NWO

Another U.S. Vet Pleads: “Please Don’t Thank Me for My Service”

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by Michael Krieger, via Liberty Blitzkrieg

It wasn’t true. There was a problem. I could see it from the way he looked down. And I could see it on the faces of some of the other vets who work with Mr. Garth when I thanked them too. What gives, I asked? Who doesn’t want to be thanked for their military service?

Many people, it turns out. Mike Freedman, a Green Beret, calls it the “thank you for your service phenomenon.” To some recent vets — by no stretch all of them — the thanks comes across as shallow, disconnected, a reflexive offering from people who, while meaning well, have no clue what soldiers did over there or what motivated them to go, and who would never have gone themselves nor sent their own sons and daughters.

Mr. Garth, 26, said that when he gets thanked it can feel self-serving for the thankers, suggesting that he did it for them, and that they somehow understand the sacrifice, night terrors, feelings of loss and bewilderment. Or don’t think about it at all.

– From the New York Times article: Please Don’t Thank Me for My Service 

Last fall, Liberty Blitzkrieg highlighted a powerful letter written by former U.S. Army Ranger Rory Fanning, in the post: “Stop Thanking Me for My Service” – Former U.S. Army Ranger Blasts American Foreign Policy and The Corporate State. In it, I explained why his comments resonated so powerfully with me. Here’s an excerpt:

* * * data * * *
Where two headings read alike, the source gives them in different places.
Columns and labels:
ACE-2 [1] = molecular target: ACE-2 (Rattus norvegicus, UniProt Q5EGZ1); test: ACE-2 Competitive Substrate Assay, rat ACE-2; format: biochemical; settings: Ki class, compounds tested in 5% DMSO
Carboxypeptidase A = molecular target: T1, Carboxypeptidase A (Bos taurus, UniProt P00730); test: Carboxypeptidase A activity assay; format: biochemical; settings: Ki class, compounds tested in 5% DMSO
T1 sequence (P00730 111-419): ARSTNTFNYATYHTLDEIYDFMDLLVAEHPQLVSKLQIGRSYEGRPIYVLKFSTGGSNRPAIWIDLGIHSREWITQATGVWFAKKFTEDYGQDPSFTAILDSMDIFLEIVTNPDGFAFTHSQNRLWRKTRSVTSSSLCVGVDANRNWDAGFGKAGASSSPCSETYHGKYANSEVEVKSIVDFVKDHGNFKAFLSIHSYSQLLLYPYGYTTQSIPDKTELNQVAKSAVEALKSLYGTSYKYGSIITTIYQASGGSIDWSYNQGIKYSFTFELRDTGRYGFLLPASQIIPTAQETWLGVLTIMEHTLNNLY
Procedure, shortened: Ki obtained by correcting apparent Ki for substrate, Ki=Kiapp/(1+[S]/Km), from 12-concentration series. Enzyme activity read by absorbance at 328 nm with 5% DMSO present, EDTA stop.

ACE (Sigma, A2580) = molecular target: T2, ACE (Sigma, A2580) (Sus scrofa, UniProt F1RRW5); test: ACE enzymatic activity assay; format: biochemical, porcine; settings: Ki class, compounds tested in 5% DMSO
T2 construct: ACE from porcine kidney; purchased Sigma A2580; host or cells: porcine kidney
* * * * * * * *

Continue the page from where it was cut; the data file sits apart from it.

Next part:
I have to admit, whenever I find myself in the midst of a large public gathering (which fortunately isn’t that often), and the token veteran or two is called out in front of the masses to “honor” I immediately begin to cringe as a result of a massive internal conflict. On the one hand, I recognize that the veteran(s) being honored is most likely a decent human being. Either poor or extraordinarily brainwashed, the man or woman paraded in front of the crowd is nothing more than a pawn. Even if their spouse hasn’t left them; even if whatever conflict they were involved in didn’t result in a permanent disability or post traumatic stress disorder, this person has been used and abused, and thirty seconds of cheering in between ravenous bites out of a footlong hotdog from a drunk and apathetic crowd isn’t going to change that. I don’t harbor negative sentiments toward the veteran.

On the other hand, the entire spectacle makes me sick. I refuse to participate in the superficial charade for many reasons, but the primary one is that I don’t want to play any part in the crowd’s insatiable imbecility. It’s the stupidity and ignorance of the masses that the corporate-state preys upon, and that’s precisely what’s on full display at these tired and phony imperialist celebrations.

Interestingly and satisfyingly, it appears the phony “thank you for your service” comment is seen as the empty, thoughtless platitude it is by a large amount of U.S. veterans. Rather than saying “thank your for your service,” it appears increasingly clear the appropriate sentiment should be something like, “I’m really sorry American leadership carelessly sacrificed your life for no good reason.”

Read More @ Liberty Blitzkrieg.com

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